Moreover, the capital cities of Negros Oriental and Negross Occidental which are Dumaguete and Bacolod, respectively, are listed in the Top 10 cities for Business Process Outsourcing (BPO) industry.

In terms of tourism, the two cities have potentials to be airline hubs considering the location of the island which is at the center of the archipelago.

In a press conference following the conduct of the regional consultation, Aguilar was asked to comment on the development of the sugar industry which is one of the main industries of the island.

In response, Aguilar said industrial planning will still be at the national level.

However, the federated region will be in a much better position to plan out the modernization of the sugar industry especially in linking it all up with the infrastructure needs of the region itself.

Negros Island accounts for 60 percent of the total sugar industry in the country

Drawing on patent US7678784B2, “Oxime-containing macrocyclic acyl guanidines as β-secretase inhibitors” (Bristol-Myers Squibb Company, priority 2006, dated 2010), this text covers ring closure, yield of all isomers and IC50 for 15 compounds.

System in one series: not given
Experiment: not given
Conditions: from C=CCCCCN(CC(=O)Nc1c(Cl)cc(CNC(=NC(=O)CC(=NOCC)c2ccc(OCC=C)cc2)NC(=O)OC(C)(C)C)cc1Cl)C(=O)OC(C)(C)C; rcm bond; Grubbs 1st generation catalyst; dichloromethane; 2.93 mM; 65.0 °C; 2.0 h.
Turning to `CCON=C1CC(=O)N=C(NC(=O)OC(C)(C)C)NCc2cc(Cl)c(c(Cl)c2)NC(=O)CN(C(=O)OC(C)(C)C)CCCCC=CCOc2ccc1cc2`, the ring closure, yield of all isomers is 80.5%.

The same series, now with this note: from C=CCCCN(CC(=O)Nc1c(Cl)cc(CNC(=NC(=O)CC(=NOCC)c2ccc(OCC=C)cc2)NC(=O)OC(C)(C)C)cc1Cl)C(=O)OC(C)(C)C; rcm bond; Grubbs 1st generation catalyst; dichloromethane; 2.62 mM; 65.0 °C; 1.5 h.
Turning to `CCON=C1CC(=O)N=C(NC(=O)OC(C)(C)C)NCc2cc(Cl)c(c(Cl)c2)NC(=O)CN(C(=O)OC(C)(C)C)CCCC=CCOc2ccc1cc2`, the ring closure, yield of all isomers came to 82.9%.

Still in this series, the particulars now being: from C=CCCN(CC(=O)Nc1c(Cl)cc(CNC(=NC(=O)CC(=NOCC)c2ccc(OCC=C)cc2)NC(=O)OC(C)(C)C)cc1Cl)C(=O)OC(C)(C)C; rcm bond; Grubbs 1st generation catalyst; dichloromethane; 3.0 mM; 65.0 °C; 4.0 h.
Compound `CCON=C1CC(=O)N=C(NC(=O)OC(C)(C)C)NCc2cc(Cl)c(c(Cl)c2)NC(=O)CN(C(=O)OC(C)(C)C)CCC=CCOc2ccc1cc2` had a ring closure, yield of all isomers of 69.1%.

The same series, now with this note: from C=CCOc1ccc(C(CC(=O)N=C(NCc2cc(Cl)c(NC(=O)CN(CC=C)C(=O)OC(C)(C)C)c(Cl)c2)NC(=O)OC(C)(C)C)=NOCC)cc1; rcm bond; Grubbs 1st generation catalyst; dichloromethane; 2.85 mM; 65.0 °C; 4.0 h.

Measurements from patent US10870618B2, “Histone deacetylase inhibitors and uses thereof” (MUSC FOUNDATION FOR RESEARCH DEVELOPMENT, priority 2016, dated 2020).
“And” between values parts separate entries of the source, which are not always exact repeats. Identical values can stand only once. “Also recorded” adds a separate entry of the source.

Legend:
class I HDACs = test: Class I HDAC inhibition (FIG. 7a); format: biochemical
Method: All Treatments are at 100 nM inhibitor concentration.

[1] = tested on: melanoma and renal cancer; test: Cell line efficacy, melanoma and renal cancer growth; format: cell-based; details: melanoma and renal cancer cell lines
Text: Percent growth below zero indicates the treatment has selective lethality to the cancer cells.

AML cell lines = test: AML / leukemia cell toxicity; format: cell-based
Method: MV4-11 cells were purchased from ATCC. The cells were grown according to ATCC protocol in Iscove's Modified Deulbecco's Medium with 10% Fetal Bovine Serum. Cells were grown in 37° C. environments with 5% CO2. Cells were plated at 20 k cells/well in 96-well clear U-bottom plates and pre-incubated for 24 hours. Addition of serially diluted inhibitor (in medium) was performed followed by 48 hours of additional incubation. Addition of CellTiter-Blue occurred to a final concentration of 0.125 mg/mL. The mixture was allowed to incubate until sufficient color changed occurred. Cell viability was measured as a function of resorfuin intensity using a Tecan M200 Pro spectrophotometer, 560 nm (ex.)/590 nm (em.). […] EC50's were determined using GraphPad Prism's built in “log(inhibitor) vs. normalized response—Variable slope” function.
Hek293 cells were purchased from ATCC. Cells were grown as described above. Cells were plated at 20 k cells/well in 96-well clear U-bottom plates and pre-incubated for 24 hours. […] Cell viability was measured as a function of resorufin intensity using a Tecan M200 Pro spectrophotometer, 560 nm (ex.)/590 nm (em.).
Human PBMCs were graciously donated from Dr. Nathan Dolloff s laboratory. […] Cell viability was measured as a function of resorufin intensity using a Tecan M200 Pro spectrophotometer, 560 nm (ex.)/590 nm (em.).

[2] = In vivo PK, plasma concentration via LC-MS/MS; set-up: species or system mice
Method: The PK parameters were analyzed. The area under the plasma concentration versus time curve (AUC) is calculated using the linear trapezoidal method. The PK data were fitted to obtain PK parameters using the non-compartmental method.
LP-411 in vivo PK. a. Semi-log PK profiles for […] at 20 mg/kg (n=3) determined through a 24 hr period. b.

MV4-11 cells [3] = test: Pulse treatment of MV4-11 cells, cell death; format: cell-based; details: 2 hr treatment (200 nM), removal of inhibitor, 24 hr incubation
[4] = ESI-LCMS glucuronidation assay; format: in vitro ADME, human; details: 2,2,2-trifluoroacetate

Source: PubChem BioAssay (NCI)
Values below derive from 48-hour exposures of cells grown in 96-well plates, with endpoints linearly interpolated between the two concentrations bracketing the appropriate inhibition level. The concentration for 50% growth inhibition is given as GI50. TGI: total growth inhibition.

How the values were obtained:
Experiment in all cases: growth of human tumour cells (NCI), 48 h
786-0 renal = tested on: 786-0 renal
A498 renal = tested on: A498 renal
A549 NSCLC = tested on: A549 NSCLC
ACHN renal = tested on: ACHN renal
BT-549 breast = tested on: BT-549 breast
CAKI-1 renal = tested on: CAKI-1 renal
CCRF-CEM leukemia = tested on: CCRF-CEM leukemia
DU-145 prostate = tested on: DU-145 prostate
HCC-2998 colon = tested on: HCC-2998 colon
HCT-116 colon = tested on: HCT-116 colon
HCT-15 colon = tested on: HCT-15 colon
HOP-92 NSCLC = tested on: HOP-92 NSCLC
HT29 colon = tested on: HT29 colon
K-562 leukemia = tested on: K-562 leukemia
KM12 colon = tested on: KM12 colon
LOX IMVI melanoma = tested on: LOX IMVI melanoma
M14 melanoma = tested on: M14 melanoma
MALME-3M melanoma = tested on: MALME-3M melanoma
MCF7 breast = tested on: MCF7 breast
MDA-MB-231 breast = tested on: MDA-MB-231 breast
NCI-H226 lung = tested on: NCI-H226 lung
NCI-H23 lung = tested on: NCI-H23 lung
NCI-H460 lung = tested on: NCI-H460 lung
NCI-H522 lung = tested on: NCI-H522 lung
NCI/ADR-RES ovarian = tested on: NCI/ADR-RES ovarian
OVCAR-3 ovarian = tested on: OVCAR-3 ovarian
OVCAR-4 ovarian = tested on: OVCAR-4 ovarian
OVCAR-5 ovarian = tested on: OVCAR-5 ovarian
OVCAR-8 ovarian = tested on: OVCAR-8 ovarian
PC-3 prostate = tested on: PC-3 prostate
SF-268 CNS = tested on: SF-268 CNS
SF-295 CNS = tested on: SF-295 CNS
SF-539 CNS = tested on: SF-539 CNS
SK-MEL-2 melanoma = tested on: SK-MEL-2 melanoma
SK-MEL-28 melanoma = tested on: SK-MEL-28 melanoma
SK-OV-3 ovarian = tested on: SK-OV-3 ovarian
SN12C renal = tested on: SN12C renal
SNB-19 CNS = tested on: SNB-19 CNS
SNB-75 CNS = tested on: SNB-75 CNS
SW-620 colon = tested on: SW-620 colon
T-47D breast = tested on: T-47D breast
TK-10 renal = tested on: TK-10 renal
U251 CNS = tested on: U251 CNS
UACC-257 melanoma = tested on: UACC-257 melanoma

Reg’l Consultation on Federalism is ‘democracy at work’

By Roi Lomotan

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Members of the Consultative Committee to Review the 1987 Constitution during the open forum of the 1st Regional Consultation on Federalism held on June 18, 2019 at Negros Oriental Convention Center, Dumaguete City. L-R: Atty. Ferdinand Bocobo, Prof. Eddie Alih, Commissioner Arthur Aguilar, retired Navy Commodore Rex Robles, and Prof. Edmund Tayao.

“This is democracy at work.”

Center for Federalism and Constitutional Reform Administrator and Department of the Interior and Local Government (DILG) Assistant Secretary Jonathan Malaya said this as his assessement to the 1st Regional Consultation on Federalism held here on June 18.

The event gathered hundreds of participants from different sectors in Negros Oriental and nearby province of Siquijor.